Importantly, court judgments exist in your credit reports for lenders to see, and they can contribute to determining your credit score. As such, if lenders see that you had to go to court for failing to pay back a debt, they are much less likely to want to engage with you.

Credit reporting agencies gather court data, which summarises any successful legal action against you that relate to debts you have owed. The existence of the court judgment is available in the public record, but its outcome is not. However, credit reports detail this, including any payment or settlement amounts. Crucially, court judgments can stay on your credit report for five years after the fact.

How Can I Remove a Court Judgment From My Credit Report?

There are three credit reporting agencies in New Zealand. These are:

  • Equifax;
  • Centrix; and
  • illion.

They all have a legal obligation to ensure that the information they keep about you is:

  • accurate; 
  • up to date;
  • complete;
  • relevant; and 
  • not misleading.

If there are any errors about court judgments in your credit report, such as a mistake about whether you settled the debt, you need to contact one of these agencies. You will need to offer proof of your repayment, which you can get from the party you owed money to. However, once the agency confirms this validity, they will only update your records rather than remove the court judgment entirely in most cases.

Thus, removing a court judgment from your credit report entirely may require the court to set aside the initial debt claim against you. They will only do so if there has been a miscarriage of justice. This refers to when the initial court judgment was wrong or unfair. You will require a lawyer to help you with this process. Fortunately, if you are successful, the credit reporting agency should remove the court judgment from your credit report once you notify them.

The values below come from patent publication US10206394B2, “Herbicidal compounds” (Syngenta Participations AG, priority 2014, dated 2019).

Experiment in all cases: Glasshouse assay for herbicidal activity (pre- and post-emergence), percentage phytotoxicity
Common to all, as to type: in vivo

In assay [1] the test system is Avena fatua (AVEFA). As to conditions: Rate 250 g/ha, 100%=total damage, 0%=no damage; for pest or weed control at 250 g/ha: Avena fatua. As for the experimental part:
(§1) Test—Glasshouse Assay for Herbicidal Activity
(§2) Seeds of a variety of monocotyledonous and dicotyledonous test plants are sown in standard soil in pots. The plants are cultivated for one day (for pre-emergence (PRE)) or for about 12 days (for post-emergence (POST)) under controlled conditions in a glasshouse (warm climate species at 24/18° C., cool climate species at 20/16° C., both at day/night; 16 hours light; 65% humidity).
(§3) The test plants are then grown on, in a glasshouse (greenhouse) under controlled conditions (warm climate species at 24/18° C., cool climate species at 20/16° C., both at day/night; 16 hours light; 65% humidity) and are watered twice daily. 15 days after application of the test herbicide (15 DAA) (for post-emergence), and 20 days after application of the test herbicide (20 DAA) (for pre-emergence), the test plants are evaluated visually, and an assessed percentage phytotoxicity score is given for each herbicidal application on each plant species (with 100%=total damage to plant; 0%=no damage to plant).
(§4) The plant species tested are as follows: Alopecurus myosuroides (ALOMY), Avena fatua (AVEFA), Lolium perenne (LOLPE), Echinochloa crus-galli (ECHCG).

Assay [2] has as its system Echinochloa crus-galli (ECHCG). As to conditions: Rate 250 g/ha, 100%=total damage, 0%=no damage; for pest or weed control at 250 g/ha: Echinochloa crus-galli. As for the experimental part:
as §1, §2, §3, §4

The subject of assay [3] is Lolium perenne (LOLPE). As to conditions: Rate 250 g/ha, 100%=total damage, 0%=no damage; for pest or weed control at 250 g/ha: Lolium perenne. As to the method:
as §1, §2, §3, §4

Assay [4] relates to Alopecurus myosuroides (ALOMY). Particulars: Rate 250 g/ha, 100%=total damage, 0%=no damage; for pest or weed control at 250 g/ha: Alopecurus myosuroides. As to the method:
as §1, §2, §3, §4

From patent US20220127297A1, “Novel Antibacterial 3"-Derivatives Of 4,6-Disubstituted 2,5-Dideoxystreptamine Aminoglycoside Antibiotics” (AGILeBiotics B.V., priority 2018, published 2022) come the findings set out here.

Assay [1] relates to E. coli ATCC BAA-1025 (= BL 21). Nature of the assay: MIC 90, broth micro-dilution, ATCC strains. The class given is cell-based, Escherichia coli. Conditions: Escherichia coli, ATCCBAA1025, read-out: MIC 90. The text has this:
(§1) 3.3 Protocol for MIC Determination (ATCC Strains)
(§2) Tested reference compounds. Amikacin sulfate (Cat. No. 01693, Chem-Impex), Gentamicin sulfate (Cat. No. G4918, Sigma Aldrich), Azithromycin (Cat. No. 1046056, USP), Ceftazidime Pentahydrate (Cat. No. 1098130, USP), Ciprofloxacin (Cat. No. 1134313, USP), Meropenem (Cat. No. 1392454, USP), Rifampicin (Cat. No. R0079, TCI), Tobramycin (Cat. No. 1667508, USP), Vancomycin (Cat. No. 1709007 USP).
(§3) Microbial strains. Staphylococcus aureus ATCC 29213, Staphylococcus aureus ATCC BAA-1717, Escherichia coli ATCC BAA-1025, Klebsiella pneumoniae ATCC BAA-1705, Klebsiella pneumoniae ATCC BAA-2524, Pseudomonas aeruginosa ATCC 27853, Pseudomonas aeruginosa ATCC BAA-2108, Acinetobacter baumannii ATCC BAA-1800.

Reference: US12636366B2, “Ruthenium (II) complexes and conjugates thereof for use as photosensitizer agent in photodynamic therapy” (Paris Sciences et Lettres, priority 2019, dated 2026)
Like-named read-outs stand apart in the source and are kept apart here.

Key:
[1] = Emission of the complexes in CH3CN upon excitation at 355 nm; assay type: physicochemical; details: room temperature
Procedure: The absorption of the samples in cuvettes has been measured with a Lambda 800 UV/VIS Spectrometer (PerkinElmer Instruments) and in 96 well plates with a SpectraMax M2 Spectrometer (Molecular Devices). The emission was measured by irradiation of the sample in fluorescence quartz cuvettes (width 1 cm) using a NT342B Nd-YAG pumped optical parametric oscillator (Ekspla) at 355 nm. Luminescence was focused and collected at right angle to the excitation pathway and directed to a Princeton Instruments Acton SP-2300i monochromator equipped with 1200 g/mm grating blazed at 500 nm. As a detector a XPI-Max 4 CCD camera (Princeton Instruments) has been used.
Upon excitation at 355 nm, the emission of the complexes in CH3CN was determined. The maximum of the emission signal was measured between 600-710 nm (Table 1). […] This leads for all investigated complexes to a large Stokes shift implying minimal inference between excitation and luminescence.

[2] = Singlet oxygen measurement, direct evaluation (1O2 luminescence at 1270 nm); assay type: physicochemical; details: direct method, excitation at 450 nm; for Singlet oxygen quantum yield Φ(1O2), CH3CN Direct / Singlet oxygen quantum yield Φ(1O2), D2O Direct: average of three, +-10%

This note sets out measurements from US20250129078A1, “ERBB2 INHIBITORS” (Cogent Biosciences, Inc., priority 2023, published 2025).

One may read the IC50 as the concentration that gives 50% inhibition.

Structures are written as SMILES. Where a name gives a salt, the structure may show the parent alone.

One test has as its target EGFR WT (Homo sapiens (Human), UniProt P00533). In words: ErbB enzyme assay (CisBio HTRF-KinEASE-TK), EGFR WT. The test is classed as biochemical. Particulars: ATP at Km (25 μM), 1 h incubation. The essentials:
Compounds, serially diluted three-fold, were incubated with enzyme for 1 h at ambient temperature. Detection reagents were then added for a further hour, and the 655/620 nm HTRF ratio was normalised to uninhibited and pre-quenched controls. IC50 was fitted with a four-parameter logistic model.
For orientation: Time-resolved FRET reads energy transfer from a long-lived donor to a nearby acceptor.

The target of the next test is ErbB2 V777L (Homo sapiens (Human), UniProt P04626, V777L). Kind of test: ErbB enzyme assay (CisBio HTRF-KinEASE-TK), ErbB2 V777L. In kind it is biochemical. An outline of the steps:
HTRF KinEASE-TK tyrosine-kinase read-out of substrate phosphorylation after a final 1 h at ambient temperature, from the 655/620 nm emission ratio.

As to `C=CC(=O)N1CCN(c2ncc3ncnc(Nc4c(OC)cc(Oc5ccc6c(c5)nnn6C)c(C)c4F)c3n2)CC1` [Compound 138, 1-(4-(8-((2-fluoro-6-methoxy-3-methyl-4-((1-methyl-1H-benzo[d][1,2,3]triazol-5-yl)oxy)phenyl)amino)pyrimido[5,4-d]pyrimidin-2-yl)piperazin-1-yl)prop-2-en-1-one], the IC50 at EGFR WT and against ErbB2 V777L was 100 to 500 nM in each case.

Key Takeaways

A credit report is a summary of your credit history, which certain parties, like landlords or employers, can ask for to investigate your background. Court judgments can contribute to negative credit history, but, in most cases, you can only remove them when another court sets them aside. If you want to know more about or would like some help with your credit report, get in touch with LegalVision’s disputes and litigation lawyers on 0800 005 570 or fill out the form on this page.

Frequently Asked Questions

What is a credit score?

A credit score is a number that represents your creditworthiness for future lenders or other parties interested in your credit file. A higher number is meant to indicate that you are more likely to pay back your debts.

How do court judgments affect my credit history?

If there is evidence of someone taking you to court for failing to pay back a debt, this would not be favourable for your credit history. Lenders want evidence that you will pay them back, and having such a record would not help your case.